The word church has an interesting background. It is commonly understood to have pagan roots  but that's not the concern here. What we're interested in is how the word church was used prior to the New Testament.
in this series:
In order to help us in our quest we have been given a unique resource, a Greek translation of the Old Testament. The Septuagint, or LXX, was started in the 3rd century BC by a group of 72 scholars (hence the Latin associations with the number 70) and has been used to translate the Old Testament into many languages . The Septuagint is important here because it provides a direct bridge between the Greek of the New Testament and the Hebrew of the Old Testament.
The word translated as "church" in the New Testament is the word ekklesia (which is where we get the English word ecclesiastical). This word is formed from ek, meaning "out of" or "away from", and kaleo meaning "to call"; so it means literally "the called out assembly" . And Who's doing the calling? God, of course. It's no mistake then that ekklesia is also translated as "assembly" and "congregation".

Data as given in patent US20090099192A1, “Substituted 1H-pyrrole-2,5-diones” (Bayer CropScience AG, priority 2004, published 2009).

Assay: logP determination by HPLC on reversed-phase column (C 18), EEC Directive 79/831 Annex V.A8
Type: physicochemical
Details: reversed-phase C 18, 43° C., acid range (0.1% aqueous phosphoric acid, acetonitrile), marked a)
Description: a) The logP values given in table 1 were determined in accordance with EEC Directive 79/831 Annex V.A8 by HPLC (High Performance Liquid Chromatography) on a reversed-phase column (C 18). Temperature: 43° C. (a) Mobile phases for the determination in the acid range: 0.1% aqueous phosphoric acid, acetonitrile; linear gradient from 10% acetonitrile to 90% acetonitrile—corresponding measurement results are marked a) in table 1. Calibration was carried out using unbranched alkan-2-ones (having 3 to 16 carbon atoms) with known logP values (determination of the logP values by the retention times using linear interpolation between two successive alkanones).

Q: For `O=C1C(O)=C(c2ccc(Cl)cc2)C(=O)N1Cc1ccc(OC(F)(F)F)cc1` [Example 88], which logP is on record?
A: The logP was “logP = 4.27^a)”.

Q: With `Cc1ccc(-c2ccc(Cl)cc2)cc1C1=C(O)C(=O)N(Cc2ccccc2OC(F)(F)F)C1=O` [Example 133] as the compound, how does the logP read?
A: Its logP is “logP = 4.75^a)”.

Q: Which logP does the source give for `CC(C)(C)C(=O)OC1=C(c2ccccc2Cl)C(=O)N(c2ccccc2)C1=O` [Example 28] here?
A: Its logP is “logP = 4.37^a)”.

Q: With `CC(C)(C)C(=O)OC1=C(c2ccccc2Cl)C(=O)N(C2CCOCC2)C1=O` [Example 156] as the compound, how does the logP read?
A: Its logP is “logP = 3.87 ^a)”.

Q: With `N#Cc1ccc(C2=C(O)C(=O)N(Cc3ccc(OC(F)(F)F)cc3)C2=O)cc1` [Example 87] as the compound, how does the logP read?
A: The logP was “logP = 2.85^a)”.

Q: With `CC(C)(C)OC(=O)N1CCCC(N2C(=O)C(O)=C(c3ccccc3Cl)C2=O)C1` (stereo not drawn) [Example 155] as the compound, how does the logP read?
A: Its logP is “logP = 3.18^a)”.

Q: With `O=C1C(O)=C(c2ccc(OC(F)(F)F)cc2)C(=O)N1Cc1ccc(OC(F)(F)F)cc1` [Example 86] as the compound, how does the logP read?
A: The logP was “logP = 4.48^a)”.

This is where it gets interesting. Ekklesia is used many times throughout the LXX to translate the Hebrew word qahal (or kahal). Recall that the LXX is using Greek to translate the Old Testament, the same Greek as used in the New Testament. What we end up with is an entire Bible written in Greek.
Qahal is translated into English as multitude, company, congregation, and assembly . Notice that two of the four definitions of qahal are identical to those of ekklesia.
Now consider the following passages, paying special attention to how the words multitude, company, congregation and assembly are used:
And said unto me, Behold, I will make thee fruitful, and multiply thee, and I will make of thee a multitude of people; and will give this land to thy seed after thee for an everlasting possession. Genesis 48:4
And the children of Israel said unto them, Would to God we had died by the hand of the LORD in the land of Egypt, when we sat by the flesh pots, and when we did eat bread to the full; for ye have brought us forth into this wilderness, to kill this whole assembly with hunger. Exodus 16:3